Interpretations of MPA winners and losers: a case study of the Cabo De Palos- Islas Hormigas Fisheries Reserve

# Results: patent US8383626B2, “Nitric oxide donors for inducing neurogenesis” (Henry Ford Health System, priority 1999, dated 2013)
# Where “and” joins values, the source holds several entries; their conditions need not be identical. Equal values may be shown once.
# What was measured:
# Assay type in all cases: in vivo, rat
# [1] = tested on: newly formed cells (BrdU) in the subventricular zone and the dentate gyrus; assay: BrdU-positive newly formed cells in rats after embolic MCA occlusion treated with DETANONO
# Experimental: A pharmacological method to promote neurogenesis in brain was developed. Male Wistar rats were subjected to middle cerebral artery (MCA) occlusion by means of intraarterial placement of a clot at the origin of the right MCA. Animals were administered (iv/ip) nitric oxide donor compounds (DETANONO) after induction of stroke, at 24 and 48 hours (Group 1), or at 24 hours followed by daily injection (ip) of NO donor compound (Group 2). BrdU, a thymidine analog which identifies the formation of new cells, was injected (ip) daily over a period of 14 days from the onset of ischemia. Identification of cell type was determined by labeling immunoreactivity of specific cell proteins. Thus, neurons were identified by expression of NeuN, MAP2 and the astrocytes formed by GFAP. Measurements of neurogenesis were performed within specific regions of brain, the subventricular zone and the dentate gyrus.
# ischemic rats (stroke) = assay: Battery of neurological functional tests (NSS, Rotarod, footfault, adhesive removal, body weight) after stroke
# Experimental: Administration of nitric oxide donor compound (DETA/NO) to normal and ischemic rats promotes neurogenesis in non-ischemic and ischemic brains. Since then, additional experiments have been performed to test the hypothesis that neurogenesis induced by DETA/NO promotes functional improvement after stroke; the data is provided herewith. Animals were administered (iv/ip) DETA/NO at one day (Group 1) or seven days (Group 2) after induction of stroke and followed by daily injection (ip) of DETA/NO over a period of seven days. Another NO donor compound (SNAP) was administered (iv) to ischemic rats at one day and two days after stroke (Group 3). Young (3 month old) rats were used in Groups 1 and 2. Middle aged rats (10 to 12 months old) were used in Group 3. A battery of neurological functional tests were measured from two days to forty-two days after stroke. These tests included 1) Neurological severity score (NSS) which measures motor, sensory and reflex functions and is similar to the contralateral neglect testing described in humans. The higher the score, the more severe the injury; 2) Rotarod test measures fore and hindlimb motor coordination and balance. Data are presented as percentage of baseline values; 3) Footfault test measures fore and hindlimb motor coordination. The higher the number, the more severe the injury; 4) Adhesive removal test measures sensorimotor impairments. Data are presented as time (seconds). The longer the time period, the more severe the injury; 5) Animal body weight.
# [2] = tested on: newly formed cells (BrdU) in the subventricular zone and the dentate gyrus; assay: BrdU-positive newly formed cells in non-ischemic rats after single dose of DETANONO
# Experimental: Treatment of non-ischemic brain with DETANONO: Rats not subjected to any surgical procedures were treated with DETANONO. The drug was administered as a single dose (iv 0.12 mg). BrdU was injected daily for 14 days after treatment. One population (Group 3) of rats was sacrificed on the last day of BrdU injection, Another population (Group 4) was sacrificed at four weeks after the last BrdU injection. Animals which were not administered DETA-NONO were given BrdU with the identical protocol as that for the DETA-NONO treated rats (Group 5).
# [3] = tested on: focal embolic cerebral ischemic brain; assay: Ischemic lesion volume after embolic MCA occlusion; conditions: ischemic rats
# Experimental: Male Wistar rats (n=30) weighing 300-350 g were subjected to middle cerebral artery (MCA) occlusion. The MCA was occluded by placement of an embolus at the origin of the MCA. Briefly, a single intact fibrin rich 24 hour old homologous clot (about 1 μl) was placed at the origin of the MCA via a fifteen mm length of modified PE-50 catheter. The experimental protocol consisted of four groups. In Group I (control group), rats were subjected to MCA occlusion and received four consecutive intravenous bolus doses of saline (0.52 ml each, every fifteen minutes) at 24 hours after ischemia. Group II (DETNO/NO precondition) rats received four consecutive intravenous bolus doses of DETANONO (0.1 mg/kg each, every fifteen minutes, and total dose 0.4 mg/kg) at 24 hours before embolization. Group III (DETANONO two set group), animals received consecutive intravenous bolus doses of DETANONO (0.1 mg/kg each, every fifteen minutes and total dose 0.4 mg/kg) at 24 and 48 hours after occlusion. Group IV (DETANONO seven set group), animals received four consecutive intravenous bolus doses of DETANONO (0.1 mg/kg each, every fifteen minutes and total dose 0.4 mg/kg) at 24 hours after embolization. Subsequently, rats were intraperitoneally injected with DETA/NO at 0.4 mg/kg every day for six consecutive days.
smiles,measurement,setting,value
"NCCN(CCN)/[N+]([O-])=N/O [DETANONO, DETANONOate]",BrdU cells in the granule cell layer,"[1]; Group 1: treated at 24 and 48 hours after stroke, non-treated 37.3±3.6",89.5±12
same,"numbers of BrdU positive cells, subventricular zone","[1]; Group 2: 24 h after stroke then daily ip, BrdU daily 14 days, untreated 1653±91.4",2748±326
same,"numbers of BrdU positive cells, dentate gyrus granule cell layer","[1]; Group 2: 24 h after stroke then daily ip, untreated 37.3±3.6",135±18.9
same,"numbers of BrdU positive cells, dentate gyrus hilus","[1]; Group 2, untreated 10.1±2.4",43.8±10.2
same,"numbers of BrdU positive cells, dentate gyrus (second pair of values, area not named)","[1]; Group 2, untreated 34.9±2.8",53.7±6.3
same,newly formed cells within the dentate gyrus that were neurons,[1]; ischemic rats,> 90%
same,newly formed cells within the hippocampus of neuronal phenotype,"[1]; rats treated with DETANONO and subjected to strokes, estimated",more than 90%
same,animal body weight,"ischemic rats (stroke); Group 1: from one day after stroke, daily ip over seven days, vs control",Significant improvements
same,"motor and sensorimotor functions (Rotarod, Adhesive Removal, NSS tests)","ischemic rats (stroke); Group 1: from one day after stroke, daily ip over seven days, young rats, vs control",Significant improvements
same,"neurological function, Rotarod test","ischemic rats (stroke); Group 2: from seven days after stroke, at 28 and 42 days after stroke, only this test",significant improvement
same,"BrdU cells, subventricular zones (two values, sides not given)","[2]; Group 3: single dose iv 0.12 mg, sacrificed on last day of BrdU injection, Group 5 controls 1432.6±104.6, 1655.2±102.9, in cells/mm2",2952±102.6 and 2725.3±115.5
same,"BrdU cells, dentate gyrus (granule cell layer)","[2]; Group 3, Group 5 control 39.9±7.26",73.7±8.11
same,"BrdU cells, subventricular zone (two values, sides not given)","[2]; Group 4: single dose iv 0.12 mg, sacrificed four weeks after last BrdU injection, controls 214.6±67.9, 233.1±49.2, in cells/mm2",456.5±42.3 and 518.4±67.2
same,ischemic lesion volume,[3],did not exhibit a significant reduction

There is a controversy in the literature on marine protected areas (MPAs) over the way their outcomes are portrayed in terms of winners and losers. On the one hand, many analysts have portrayed MPAs as win-win solutions, resulting in both increased biodiversity and improved livelihoods. On the other hand, some analysts have argued that win-win outcomes are mythical, and in practice, MPAs invariably result in trade-offs between ecological and economic objectives. This study seeks to test which of these two hypotheses fits the Cabo de Palos Islas Hormigas marine protected area (CPH-MPA) in southeast Spain. However, it does so not by analysing directly the tension between the two objectives of ecological and economic goals, but by analysing the tensions between four groups of stakeholders—fishers, divers, community residents, and administrators—which map on to the tension between the two goals. The study is based on 111 interviews of key informants conducted in 2013–2014 to discover the perceptions of stakeholders on the issue of who are the winners and who are the losers as a result of the MPA. The main findings of this study on the CPH-MPA are that winning and losing are very complex and ambiguous categories; that there is no objective way of determining who are winners or losers; that the situation of winners and losers is due to human intervention rather than a natural and inevitable process; that win-win outcomes are implausible because trade-offs between wins and losses are inevitable; and that political authorities have to decide who will be the winners and who will be the losers.
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